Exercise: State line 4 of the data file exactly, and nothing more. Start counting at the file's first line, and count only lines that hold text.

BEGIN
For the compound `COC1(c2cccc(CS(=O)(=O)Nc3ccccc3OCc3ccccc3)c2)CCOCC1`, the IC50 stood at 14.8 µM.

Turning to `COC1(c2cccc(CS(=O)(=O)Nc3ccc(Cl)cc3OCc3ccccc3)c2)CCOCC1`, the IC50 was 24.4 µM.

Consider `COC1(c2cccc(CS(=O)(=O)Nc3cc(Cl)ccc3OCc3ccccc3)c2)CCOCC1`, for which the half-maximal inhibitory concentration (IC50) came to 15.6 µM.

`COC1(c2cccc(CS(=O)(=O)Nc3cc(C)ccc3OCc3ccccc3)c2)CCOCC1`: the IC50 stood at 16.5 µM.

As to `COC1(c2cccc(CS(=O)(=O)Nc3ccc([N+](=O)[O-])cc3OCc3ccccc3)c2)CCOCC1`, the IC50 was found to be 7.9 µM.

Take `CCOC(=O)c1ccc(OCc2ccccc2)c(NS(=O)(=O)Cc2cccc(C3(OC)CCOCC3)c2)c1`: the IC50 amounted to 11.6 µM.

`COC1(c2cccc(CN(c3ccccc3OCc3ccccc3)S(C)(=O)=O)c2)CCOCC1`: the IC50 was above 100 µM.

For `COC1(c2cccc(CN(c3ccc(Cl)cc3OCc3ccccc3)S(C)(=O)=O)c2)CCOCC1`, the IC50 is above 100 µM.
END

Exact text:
`COC1(c2cccc(CS(=O)(=O)Nc3cc(C)ccc3OCc3ccccc3)c2)CCOCC1`: the IC50 stood at 16.5 µM.